Wanderlust: Actions, Traces, Journeys 1967–2017 by Rachel Adams
Artists as voyagers …
Wanderlust highlights artists as voyagers who leave their studios to make art. This book (and the exhibition it accompanies) is the first comprehensive survey of the artist’s need to roam and the work that emerges from this need.
Each of these works recognizes the walk and the journey as much more than just a basic human act. Rebecca Solnit observes that walking replicates thinking, adding “the motions of the mind cannot be traced, but those of the feet can.” These works trace the motions of wandering artists’ focused minds.
Vito Acconci, Bas Jan Ader, Nevin Aladag, Francis Alÿs, Janine Antoni, John Baldessari, Kim Beck, Roberley Bell, Blue Republic, Sophie Calle, Rosemarie Castoro, Cardiff/Miller, Zoe Crosher, Fallen Fruit, Mona Hatoum, Nancy Holt, Kenneth Josephson, William Lamson, Richard Long, Marie Lorenz, Mary Mattingly, Anthony McCall, Ana Mendieta, Teresa Murak, Wangechi Mutu, Efrat Natan, Gabriel Orozco, Carmen Papalia, John Pfahl, Pope.L, Teri Rueb, Michael X. Ryan, Todd Shalom, Mary Ellen Strom, and Guido van der Werve.
Rachel Adams, Lucy Ainsworth, Andrew Barron, Pamela Campanaro, Andy Campbell, Hannah Cattarin, Ian Cofre, Jamie DiSarno, Katherine Finerty, Joshua Fischer, Natalie Fleming, Melanie Flood, Jason Foumberg, Allison Glenn, Kate Green, Ross Stanton Jordan, Anna Kaplan, Jamilee Lacy, Jennie Lamensdorf, Toby Lawrence, Jane McFadden, Lynnette Miranda, Conor Moynihan, Liz Munsell, Karen Patterson, Ariel Lauren Pittman, Sean Ripple, Eve Schillo, Holly Shen, Rebecca Solnit, Lexi Lee Sullivan, Whitney Tassie, Charlie Tatum, Zoë Taleporos, Lori Waxman
Jefferson L. Edmonds‘s newspaper had the byline, “A weekly newspaper devoted to the cause of good government and the advancement of the Negro.”
The claims for greater freedom are never enough. The role of operators acting on the machineries that produce civics, culture and liberties, Liberator, if you will, is pivotal and always needed.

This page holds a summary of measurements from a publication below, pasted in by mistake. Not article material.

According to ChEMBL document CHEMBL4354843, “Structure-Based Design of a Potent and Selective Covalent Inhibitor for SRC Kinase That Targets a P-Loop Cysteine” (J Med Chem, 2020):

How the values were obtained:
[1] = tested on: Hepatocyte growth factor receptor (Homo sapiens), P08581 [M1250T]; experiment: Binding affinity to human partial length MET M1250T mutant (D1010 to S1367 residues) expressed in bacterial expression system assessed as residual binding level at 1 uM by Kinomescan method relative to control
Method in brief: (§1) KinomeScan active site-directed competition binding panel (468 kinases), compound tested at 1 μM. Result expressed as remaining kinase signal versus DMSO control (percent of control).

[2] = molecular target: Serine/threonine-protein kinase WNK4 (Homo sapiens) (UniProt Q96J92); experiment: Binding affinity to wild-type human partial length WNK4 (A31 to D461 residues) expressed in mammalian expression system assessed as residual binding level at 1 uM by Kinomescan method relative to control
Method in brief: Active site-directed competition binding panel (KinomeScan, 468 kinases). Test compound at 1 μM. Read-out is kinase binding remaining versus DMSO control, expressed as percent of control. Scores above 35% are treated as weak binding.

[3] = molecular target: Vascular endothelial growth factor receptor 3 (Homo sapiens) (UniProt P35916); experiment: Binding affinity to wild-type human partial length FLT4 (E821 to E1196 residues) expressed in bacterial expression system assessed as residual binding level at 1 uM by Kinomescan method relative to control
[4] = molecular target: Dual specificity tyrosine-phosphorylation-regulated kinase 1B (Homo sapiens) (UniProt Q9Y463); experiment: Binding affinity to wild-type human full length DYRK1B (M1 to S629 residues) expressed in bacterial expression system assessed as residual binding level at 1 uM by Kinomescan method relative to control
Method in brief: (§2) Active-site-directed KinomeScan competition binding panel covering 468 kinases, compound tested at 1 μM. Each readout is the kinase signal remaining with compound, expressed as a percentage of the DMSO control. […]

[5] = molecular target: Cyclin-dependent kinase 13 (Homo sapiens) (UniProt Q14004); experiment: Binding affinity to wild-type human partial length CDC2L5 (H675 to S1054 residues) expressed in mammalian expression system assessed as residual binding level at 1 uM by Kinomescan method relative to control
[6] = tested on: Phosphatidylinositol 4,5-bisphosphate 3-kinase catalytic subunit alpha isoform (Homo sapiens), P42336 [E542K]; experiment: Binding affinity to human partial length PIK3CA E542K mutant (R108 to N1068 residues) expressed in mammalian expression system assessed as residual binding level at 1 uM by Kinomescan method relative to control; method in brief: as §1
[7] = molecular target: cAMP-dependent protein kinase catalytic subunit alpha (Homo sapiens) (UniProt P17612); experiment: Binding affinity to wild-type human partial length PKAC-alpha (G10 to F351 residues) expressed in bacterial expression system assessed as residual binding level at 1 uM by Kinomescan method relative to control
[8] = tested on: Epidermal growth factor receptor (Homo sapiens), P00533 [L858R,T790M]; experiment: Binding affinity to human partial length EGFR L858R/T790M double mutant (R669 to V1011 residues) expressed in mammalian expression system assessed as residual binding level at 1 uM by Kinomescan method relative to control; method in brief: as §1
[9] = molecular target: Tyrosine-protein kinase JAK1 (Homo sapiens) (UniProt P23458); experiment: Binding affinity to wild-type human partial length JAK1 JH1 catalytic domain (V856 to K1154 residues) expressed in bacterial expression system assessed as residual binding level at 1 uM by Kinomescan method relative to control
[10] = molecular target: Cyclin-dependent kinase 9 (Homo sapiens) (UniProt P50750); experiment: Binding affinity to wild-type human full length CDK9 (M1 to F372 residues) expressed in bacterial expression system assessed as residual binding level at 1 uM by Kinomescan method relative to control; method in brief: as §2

William H. Johnson, Toussaint l’Ouverture, Haiti, ca. 1945, oil on paperboard, Smithsonian American Art Museum, Gift of the Harmon Foundation, 1967.59.1154
Jean-Jacques Dessalines and the Haitian Revolution– William and Mary Quarterly, July 2012.
About the park, itself:
In the last decades of the 19th century, this 160-acre was a privately owned racetrack and fairgrounds. The park was jointly purchased in 1889 by the State of California, and the County and City of Los Angeles, and by 1909, a Beaux-Arts site plan emerged. The area, known then as Agricultural Park, was destined to become a new cultural center for the young city.
The County funded a museum and art gallery (which became the Natural History Museum of Los Angeles County); the State funded an exposition building (now the north facade of the California Science Center) and an armory building; and the City pledged to maintain the grounds of the park, including the proposed sunken rose garden. In December 1910, the site’s name changed to Exposition Park, and later that month, cornerstones were laid for both the County museum building and the State exposition building. November 6, 1913, marked the beginning of a two-week, city-wide celebration that opened Exposition Park and its facilities, and the first day the new Museum opened to the public. The tripartite ownership and operation of the park and its structures, forged almost 100 years ago, is still in place today
Also, site of CAAM.